Business Leader: As CEO of Organic Valley for the last 25 years, George Siemon has led the way in organizing organic farmers, securing fair pay prices and building market demand for organic foods. Under Siemon’s leadership, Wisconsin-based Organic Valley has grown into one of the nation’s leading organic brands and America’s largest cooperative of organic farmers, representing more than 1,700 families nationwide. Notably, Siemon was instrumental in developing the national organic standards for USDA Organic certification. His entrepreneurial spirit and commitment to sustainable agriculture illuminates how businesses can successfully learn from nature and be change agents in defense of our natural resources.
“I'm pleased to receive this award on behalf of our farmer-owners and staff. At Organic Valley, when we talk about sustainability, we mean a triple bottom line of social responsibility, economic stability and environmental integrity,” said Siemon. “That means keeping farmers on the land, supporting rural communities, and being responsible stewards of the environment—a shared mission with NRDC.”
The 2012 Growing Green Awards panel of judges included Michael Pollan, New York Times best-selling author of The Omnivore’s Dilemma, Myra Goodman, co-founder of Earthbound Farm, Josh Viertel, president of Slow Food USA and co-founder of Yale Sustainable Food Project, and Nikki Henderson, executive director of People’s Grocery and co-founder of Live Real, a national collaborative of food movement organizations.
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By Aaron W Hunter
A chance discovery of a beautifully preserved fossil in the desert landscape of Morocco has solved one of the great mysteries of biology and paleontology: how starfish evolved their arms.
The Pompeii of palaeontology. Aaron Hunter, Author provided<h2></h2><p>Although starfish might appear very robust animals, they are typically made up of lots of hard parts attached by ligaments and soft tissue which, upon death, quickly degrade. This means we rely on places like the Fezouata formations to provide snapshots of their evolution.</p><p>The starfish fossil record is patchy, especially at the critical time when many of these animal groups first appeared. Sorting out how each of the various types of ancient starfish relate to each other is like putting a puzzle together when many of the parts are missing.</p><h2>The Oldest Starfish</h2><p><em><a href="https://www.biorxiv.org/content/10.1101/216101v1.full.pdf" target="_blank" rel="noopener noreferrer">Cantabrigiaster</a></em> is the most primitive starfish-like animal to be discovered in the fossil record. It was discovered in 2003, but it has taken over 17 years to work out its true significance.</p><p>What makes <em>Cantabrigiaster</em> unique is that it lacks almost all the characteristics we find in brittle stars and starfish.</p><p>Starfish and brittle stars belong to the family Asterozoa. Their ancestors, the Somasteroids were especially fragile - before <em>Cantabrigiaster</em> we only had a handful of specimens. The celebrated Moroccan paleontologist Mohamed <a href="https://doi.org/10.1016/j.palaeo.2016.06.041" target="_blank" rel="noopener noreferrer">Ben Moula</a> and his local team was instrumental in discovering <a href="https://www.sciencedirect.com/science/article/abs/pii/S0031018216302334?via%3Dihub" target="_blank" rel="noopener noreferrer">these amazing fossils</a> near the town of Zagora, in Morocco.</p><h2>The Breakthrough</h2><p>Our breakthrough moment came when I compared the arms of <em>Cantabrigiaster</em> with those of modern sea lilles, filter feeders with long feathery arms that tend to be attached to the sea floor by a stem or stalk.</p><p>The striking similarity between these modern filter feeders and the ancient starfish led our team from the University of Cambridge and Harvard University to create a new analysis. We applied a biological model to the features of all the current early Asterozoa fossils in existence, along with a sample of their closest relatives.</p>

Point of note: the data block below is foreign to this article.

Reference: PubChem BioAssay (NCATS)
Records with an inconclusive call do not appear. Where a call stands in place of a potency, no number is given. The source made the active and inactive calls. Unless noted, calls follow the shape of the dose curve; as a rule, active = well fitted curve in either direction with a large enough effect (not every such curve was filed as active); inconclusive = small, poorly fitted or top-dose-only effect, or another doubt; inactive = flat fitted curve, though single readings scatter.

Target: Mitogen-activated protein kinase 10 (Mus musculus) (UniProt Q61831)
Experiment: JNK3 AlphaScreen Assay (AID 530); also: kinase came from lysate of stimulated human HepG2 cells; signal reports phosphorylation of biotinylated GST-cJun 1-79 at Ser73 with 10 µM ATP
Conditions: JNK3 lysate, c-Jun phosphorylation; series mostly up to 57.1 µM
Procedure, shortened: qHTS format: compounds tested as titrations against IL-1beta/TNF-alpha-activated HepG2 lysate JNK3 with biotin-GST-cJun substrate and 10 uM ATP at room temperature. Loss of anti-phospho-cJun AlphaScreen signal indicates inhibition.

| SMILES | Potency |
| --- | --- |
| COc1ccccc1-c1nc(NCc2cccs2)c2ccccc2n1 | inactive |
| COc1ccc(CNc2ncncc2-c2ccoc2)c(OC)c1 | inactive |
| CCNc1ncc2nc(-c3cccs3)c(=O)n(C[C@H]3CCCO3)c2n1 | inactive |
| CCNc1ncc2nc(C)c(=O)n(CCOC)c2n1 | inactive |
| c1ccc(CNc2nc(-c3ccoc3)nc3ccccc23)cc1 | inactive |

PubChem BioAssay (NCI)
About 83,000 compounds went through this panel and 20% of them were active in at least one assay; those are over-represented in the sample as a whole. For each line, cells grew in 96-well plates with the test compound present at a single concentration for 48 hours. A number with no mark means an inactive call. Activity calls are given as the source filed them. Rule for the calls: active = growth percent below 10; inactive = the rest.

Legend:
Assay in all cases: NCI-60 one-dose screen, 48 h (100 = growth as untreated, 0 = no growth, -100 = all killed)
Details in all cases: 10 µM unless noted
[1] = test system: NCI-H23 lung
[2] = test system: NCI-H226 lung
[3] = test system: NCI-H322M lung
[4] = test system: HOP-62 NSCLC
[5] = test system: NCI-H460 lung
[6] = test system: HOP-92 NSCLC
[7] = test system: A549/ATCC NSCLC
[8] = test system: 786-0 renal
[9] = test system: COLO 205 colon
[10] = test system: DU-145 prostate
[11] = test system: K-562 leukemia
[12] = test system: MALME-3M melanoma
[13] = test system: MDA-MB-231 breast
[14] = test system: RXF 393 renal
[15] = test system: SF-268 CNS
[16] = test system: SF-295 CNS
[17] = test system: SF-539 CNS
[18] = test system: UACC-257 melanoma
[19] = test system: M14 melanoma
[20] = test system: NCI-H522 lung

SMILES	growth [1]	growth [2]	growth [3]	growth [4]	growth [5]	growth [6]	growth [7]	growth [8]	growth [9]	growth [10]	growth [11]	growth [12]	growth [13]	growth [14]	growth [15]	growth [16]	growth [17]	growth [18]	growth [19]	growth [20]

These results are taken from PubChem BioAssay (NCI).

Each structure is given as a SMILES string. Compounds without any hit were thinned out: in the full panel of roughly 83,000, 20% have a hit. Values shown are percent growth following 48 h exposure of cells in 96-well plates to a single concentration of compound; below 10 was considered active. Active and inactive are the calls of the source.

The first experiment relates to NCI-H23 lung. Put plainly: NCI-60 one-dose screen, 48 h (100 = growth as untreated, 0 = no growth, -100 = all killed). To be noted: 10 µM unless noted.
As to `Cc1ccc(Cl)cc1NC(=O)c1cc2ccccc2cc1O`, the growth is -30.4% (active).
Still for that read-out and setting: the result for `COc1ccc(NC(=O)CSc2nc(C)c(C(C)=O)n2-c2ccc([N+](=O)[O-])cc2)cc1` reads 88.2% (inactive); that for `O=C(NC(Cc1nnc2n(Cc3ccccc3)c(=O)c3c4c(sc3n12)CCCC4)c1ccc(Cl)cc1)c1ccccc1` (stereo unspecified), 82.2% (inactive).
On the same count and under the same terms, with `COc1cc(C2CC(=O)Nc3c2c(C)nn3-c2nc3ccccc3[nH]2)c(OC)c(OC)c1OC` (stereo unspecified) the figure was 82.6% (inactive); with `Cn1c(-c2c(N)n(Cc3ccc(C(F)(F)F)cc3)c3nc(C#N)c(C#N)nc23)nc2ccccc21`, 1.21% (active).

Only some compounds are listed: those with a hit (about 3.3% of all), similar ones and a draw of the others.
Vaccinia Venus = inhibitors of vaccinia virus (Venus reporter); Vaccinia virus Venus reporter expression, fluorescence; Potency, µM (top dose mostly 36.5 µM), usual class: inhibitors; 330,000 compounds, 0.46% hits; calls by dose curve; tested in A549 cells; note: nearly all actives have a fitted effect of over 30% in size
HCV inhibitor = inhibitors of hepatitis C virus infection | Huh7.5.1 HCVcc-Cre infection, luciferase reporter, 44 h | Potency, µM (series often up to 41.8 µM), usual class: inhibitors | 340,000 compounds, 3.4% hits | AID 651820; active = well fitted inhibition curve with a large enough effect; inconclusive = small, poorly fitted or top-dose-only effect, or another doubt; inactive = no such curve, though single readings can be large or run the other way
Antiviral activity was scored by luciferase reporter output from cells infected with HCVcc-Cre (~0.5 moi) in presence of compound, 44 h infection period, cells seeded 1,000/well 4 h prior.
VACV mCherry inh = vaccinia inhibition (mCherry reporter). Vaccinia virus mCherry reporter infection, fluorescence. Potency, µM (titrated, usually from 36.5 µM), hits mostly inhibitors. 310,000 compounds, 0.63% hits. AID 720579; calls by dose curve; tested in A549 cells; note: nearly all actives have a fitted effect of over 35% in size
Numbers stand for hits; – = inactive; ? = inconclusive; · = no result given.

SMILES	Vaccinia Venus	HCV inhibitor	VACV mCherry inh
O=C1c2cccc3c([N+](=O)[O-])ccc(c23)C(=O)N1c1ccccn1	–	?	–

Cantabrigiaster is the most primitive starfish-like animal to be discovered in the fossil record. Aaron Hunter, Author provided<p>Our results demonstrate <em>Cantabrigiaster</em> is the most primitive of all the Asterozoa, and most likely evolved from ancient animals called crinoids that lived 250 million years before dinosaurs. The five arms of starfish are a relic left over from these ancestors. In the case of <em>Cantabrigiaster</em>, and its starfish descendants, it evolved by flipping upside-down so its arms are face down on the sediment to feed.</p><p>Although we sampled a relatively small numbers of those ancestors, one of the unexpected outcomes was it provided an idea of how they could be related to each other. Paleontologists studying echinoderms are often lost in detail as all the different groups are so radically different from each other, so it is hard to tell which evolved first.</p>